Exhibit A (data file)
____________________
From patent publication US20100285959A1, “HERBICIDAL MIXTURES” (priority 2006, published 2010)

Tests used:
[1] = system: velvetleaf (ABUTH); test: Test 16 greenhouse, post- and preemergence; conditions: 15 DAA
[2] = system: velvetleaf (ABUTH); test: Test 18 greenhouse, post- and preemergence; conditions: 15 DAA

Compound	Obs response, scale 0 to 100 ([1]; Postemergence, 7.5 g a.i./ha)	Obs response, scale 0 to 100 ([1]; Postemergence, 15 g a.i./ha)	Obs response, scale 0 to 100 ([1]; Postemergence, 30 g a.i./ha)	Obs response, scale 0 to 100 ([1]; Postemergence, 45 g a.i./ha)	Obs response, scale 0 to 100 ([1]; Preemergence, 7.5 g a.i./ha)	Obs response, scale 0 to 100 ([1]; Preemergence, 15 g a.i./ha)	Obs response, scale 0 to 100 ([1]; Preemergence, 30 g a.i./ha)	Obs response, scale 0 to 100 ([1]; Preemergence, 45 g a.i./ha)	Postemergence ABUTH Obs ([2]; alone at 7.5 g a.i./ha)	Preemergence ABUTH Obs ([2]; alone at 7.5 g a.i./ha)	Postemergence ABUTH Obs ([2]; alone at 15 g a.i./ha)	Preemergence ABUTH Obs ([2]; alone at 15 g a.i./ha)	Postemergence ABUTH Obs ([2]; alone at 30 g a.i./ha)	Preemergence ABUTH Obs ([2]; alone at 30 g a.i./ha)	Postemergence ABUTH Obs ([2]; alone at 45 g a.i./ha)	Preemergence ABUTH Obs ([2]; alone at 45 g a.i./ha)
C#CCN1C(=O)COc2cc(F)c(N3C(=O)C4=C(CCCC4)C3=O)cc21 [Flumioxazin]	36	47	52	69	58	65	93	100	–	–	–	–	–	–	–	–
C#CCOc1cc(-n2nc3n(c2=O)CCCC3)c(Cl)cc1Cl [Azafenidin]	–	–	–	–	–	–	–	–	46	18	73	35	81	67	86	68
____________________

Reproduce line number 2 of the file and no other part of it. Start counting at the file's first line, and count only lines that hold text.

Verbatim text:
Tests used: